We must remind ourselves, though, that it is by God’s grace and through His progressive work in our lives that we are transformed. While the Lord often uses people and events to bring about change in our hearts, it is not the college professor, the chapel services, or the curriculum themselves causing spiritual transformation. Rather, it is God’s working through the faculty, programs, and other parts of the undergraduate experience that changes students’ hearts.
When a student walks off campus with his diploma, what will he look like? That is, in what ways will a college graduate be different from an incoming freshman?
Perhaps the following characteristics describe how this would appear in graduates. First, the student will be spiritually mature. His walk with the Lord will be intimate. He will delight in serving God and doing His will, thereby glorifying the Lord in his attitudes and actions. Second, the graduate will be a person of moral integrity. His strong foundation of a close relationship with the Lord will guide him in making ethical decisions. Third, he will be intellectually astute. He will be able to think critically and creatively on any topic, and he will know how to approach a problem to seek the best solution. Not only will he be proficient in his own vocation, but he will also be knowledgeable on current issues that today’s culture is facing. Fourth, he will be able to communicate relevantly. The Christian college graduate will be able to share his beliefs and knowledge with others in a way that are easily understood and applied. Fifth, he will possess a character that is noteworthy. He will be self-disciplined in life, humble in attitude, conscientious in work, and genuine in relationships. Finally, the graduate of a Christian college will know himself. He will understand his place in the “big picture,” and will do his best to use his individual skills and abilities as a team member, whether at work, at home, in the community, or in the local church. He will continue to develop his strengths and improve on his weaknesses.
To sum up, the Christian college’s reason for being is not only to produce qualified graduates who fill a specialized niche and serve as responsible citizens of society, but most importantly to help students to love and obey God more than when they entered college, thus becoming more like Christ.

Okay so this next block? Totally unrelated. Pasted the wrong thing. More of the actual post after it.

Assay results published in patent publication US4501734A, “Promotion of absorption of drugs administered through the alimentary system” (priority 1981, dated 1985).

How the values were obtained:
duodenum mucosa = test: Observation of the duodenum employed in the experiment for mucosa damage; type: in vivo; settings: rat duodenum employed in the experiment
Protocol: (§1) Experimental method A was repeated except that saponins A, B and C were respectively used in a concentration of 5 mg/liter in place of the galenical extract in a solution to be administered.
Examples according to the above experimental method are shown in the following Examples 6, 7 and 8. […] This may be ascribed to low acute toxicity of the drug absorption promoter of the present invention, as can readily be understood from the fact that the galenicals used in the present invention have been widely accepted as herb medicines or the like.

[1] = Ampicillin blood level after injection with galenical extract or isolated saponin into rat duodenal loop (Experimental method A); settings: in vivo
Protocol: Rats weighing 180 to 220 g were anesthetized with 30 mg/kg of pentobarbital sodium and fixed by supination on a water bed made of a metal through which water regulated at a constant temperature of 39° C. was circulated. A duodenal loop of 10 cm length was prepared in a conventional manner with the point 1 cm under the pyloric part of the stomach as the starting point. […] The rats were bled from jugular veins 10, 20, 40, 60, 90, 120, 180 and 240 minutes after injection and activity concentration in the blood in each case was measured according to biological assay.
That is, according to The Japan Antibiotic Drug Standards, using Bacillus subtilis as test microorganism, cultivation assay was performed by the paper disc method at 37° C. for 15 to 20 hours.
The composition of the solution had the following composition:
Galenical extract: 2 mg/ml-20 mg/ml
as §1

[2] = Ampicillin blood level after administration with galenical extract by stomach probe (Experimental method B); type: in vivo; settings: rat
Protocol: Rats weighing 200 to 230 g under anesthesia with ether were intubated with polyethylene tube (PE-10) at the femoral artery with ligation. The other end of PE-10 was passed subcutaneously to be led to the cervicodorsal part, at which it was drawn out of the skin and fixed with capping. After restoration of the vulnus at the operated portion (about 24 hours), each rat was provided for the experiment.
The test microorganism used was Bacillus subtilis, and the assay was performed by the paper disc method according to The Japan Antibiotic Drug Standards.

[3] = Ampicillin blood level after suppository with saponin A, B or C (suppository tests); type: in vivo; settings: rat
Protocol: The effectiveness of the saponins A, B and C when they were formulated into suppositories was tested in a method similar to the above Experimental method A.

Adrian, Jr, William B. (1996). The Christian University: Maintaining Distinctions in a Pluralistic Culture. In Richard T. Hughes and William B. Adrian (Eds.), Models for Christian Higher Education. Grand Rapids: Eerdmans.
Astin, A. W. (1993). Assessment for Excellence: The Philosophy and Practice of Assessment and Evaluation in Higher Education. Phoenix: The Oryx Press.
De Jong, Arthur J. (1992). Making Sense of Church-Related Higher Education. Agendas for Church-Related Colleges and Universities. New Directions for Higher Education, 10, 19-28.
Gangel, Kenneth O. (1978). Integrating Faith and Learning: Principles and Process. Bibliotheca Sacra, 135, 99-108.
Holmes, Arthur. (1977). All Truth is God’s Truth. Grand Rapids: Eerdmans.
Kingsley, James Gordon. (1992). The Challenge of Leadership in the Church-Related College. Agendas for Church-Related Colleges and Universities. New Directions for Higher Education, 10, 65-74.
Machen, J. Gresham. (1913). Christianity and Culture. The Princeton Theological Review, 9, 1-15.>
Sandin, Robert T. (1992). To Those Who Teach at Christian Colleges. Agendas for Church-Related Colleges and Universities. New Directions for Higher Education, 10, 43-54.
Shipps, Kenneth W. (1992) Church-Related Colleges and Academics. Agendas for Church-Related Colleges and Universities. New Directions for Higher Education, 10, 29-42.
Van Horn, Gordon L. (1992). Keeping Faith with One Another. Agendas for Church-Related Colleges and Universities. New Directions for Higher Education, 10, 75-84.
Eric Lovik is the director of institutional research at Clearwater Christian College and a doctoral candidate in higher education at Penn State University. He and his wife, Glory, enjoy traveling, landscaping, and playing with their two daughters at McDonald’s.